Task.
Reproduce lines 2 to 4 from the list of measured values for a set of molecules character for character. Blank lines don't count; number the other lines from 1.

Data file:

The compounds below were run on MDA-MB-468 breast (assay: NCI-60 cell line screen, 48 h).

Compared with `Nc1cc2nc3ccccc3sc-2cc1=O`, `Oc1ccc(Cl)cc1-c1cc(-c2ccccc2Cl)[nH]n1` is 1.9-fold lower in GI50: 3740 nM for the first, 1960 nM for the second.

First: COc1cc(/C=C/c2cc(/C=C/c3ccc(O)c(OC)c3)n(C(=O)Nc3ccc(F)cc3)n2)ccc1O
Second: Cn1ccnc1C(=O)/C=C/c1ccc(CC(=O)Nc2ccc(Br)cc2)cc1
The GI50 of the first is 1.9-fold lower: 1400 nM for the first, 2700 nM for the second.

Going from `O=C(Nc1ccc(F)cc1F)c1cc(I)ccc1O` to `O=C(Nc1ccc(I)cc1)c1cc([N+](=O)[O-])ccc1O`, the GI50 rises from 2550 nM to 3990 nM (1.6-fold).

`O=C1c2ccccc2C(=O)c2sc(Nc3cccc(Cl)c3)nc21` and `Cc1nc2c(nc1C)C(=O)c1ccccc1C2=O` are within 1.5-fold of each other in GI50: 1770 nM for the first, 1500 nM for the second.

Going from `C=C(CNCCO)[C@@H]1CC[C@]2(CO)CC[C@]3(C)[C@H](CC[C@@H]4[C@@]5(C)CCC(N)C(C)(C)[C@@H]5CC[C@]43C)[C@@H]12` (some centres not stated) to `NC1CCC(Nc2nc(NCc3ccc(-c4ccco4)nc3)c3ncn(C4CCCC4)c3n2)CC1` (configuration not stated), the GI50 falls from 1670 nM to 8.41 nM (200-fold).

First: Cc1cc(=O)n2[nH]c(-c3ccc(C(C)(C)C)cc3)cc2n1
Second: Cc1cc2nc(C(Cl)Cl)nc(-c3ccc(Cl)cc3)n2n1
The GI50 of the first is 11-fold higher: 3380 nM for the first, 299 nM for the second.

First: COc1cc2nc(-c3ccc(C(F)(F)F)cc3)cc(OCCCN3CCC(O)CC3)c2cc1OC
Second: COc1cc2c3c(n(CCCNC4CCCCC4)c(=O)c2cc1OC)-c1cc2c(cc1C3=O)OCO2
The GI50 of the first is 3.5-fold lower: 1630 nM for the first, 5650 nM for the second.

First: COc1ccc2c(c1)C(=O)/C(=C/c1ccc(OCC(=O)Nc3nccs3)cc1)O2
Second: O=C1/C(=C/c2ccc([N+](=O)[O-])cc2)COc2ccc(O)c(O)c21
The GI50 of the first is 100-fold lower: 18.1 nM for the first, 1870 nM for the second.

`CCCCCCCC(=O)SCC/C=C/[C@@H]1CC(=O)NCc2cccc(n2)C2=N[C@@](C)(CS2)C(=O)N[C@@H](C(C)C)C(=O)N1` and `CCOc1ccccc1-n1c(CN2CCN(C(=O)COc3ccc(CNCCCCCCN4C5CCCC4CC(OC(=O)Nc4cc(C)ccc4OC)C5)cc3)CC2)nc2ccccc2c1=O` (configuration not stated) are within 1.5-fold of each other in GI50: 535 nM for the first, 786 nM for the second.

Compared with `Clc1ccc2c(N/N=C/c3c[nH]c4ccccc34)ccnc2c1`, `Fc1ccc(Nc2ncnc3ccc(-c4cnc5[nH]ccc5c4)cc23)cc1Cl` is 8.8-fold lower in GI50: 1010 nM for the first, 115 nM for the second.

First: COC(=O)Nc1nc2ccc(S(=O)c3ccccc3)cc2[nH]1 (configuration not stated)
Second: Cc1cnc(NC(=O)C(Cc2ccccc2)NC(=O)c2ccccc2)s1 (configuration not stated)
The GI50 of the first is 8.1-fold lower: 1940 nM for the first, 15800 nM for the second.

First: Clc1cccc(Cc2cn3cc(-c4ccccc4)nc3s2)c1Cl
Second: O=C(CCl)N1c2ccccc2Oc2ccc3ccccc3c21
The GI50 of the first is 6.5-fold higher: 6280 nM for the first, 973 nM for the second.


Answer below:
Compared with `Nc1cc2nc3ccccc3sc-2cc1=O`, `Oc1ccc(Cl)cc1-c1cc(-c2ccccc2Cl)[nH]n1` is 1.9-fold lower in GI50: 3740 nM for the first, 1960 nM for the second.

First: COc1cc(/C=C/c2cc(/C=C/c3ccc(O)c(OC)c3)n(C(=O)Nc3ccc(F)cc3)n2)ccc1O
Second: Cn1ccnc1C(=O)/C=C/c1ccc(CC(=O)Nc2ccc(Br)cc2)cc1